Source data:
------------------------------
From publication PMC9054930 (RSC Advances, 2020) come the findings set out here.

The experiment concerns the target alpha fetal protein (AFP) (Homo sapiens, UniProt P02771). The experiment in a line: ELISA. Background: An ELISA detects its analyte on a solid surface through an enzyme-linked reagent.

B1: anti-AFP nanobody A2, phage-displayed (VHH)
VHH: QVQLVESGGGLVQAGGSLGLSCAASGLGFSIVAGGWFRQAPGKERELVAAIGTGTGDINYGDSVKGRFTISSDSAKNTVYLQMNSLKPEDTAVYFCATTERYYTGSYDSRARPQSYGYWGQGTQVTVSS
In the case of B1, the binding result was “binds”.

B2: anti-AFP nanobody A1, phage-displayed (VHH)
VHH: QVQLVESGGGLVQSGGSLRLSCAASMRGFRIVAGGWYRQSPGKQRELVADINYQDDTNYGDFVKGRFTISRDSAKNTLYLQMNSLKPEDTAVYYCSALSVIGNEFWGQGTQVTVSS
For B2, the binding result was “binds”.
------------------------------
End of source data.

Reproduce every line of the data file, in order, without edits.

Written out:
From publication PMC9054930 (RSC Advances, 2020) come the findings set out here.

The experiment concerns the target alpha fetal protein (AFP) (Homo sapiens, UniProt P02771). The experiment in a line: ELISA. Background: An ELISA detects its analyte on a solid surface through an enzyme-linked reagent.

B1: anti-AFP nanobody A2, phage-displayed (VHH)
VHH: QVQLVESGGGLVQAGGSLGLSCAASGLGFSIVAGGWFRQAPGKERELVAAIGTGTGDINYGDSVKGRFTISSDSAKNTVYLQMNSLKPEDTAVYFCATTERYYTGSYDSRARPQSYGYWGQGTQVTVSS
In the case of B1, the binding result was “binds”.

B2: anti-AFP nanobody A1, phage-displayed (VHH)
VHH: QVQLVESGGGLVQSGGSLRLSCAASMRGFRIVAGGWYRQSPGKQRELVADINYQDDTNYGDFVKGRFTISRDSAKNTLYLQMNSLKPEDTAVYYCSALSVIGNEFWGQGTQVTVSS
For B2, the binding result was “binds”.